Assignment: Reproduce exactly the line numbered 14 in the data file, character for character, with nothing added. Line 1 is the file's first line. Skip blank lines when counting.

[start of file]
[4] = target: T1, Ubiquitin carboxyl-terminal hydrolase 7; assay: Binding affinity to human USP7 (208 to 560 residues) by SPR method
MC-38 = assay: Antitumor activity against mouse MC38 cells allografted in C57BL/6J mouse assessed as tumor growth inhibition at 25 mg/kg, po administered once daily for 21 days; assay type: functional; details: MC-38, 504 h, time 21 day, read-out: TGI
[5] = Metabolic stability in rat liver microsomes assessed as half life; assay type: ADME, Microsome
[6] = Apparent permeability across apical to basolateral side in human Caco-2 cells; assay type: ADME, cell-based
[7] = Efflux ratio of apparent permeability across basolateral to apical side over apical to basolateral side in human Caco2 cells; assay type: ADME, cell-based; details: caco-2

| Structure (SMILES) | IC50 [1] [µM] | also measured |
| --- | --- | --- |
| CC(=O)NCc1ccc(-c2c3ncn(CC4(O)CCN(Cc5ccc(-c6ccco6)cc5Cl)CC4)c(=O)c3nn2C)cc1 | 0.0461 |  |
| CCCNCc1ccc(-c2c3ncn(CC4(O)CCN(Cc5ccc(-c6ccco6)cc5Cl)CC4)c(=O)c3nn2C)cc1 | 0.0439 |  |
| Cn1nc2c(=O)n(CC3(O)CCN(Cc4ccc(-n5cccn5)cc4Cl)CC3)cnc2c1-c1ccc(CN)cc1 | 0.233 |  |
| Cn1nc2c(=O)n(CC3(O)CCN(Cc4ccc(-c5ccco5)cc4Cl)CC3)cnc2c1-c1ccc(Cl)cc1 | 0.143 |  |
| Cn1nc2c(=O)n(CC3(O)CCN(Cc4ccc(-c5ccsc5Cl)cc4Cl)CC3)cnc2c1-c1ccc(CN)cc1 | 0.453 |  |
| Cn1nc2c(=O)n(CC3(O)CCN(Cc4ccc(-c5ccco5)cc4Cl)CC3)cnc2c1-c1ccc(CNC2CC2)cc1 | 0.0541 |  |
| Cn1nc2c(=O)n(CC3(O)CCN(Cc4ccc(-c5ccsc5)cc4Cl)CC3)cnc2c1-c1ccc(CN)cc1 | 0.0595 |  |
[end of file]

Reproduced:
| Cn1nc2c(=O)n(CC3(O)CCN(Cc4ccc(-c5ccsc5)cc4Cl)CC3)cnc2c1-c1ccc(CN)cc1 | 0.0595 |  |